Children highlight the gift of giving

Christmas gifts for the JPUH Children's Ward.

Christmas gifts for the JPUH Children's Ward. - Credit: Archant

A family from Gunton will dress as elves and Santa today as they deliver some extra-special gifts.

Demonstrating the true spirit of Christmas, the Moyse family will surprise youngsters on the children's and young person's ward at the James Paget University Hospital in Gorleston with sackfuls of presents for them to enjoy.

For the past few weeks James and Samantha Moyse, along with their children Emily, Ruby, Jack, and Lilly-May, have embarked on a special crusade to spread some festive cheer.

Since November 23, they have been buying, collecting and receiving donated presents from neighbours, friends, family and the generous people of Lowestoft ahead of delivering all the gifts to patients on ward ten at the JPUH today (Christmas Eve).

And with Christmas coming early for the young patients, it all stemmed from an idea to help others in need.

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Mrs Moyse, 29, said that during the BBC's Children in Need appeal, Emily had asked 'what happens to all the poorly people in hospital who don't get any presents over Christmas?'

Gunton Primary Academy pupils Emily, who is 10, Ruby, seven, and Jack, five, then said it would be nice to help the young children over the festive period.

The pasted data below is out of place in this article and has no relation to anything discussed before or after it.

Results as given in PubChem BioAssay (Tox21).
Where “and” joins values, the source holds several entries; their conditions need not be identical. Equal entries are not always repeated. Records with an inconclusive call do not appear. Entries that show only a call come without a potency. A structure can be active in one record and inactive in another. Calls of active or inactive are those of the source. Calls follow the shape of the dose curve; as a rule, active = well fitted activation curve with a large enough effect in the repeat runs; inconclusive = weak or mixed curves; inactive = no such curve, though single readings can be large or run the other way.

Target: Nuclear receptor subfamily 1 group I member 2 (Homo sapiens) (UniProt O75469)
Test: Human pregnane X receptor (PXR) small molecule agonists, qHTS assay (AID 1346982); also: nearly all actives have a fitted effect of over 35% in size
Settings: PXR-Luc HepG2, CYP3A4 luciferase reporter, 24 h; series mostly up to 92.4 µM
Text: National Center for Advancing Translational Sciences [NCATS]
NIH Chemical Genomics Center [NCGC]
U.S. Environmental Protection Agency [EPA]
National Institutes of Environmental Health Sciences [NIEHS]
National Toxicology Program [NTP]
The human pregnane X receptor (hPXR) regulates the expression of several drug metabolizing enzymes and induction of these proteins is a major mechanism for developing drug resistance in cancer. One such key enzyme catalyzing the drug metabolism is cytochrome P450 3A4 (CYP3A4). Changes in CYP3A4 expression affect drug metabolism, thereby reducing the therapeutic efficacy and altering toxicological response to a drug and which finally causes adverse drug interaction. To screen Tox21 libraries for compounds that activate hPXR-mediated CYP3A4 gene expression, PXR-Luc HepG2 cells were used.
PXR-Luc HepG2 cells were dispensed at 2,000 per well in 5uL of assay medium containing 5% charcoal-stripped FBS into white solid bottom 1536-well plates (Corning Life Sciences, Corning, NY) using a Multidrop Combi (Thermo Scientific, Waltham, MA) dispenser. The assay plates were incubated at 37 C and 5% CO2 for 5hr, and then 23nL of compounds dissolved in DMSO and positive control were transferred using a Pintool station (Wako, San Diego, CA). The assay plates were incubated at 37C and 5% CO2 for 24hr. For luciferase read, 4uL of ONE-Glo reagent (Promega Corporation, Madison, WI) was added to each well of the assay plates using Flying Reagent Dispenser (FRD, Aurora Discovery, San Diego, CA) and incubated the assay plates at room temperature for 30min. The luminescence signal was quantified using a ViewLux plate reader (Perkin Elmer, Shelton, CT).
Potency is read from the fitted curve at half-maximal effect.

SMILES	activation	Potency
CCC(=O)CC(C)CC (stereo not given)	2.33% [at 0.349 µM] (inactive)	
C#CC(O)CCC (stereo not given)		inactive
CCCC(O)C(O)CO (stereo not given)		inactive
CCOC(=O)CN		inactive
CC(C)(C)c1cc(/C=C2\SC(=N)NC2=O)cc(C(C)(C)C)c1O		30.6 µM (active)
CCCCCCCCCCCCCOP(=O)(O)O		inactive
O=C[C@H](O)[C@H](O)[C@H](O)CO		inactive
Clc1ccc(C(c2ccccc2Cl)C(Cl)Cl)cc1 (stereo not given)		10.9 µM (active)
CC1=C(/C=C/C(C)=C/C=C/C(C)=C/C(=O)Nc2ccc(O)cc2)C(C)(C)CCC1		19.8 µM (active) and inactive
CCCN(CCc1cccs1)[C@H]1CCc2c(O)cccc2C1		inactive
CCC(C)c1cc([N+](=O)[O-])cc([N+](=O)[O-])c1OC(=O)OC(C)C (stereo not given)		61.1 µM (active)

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So Mr Moyse, 30, rang up the hospital and explained what his children wanted to do – and they were given the go-ahead to collect some gifts for the ward.

The family then shared their plans with friends and family, as well as adding a post on Facebook – and within the space of a month they have been 'inundated' with gifts.

Mrs Moyse said: 'All those children wake up on Christmas Day in hospital, with some not having any immediate presents, so this is a way of bringing some cheer to them.'

With gifts for all ages – from those a few months old to 19-year-olds – the family have been sorting through all the presents, separating them into gifts for both and girls, labelling them into the respective age groups and then individually wrapping them,

Mrs Moyse said: 'A lot of people have donated gifts, and we bought lots of presents for the age groups that was needed – the response has been lovely. 'We can't believe how generous people have been.'

Mr Moyse added: 'The generosity of the people that have donated has been outstanding. As parents for a child to come up to us and say this is what they wanted to do, it makes us feel the proudest parents to be honest.

'The kids are already excited. They can't wait to dress up and go and deliver the presents. It's something that they wanted to do – to see the smiles on the faces of the other children – and we'll be extremely proud.'

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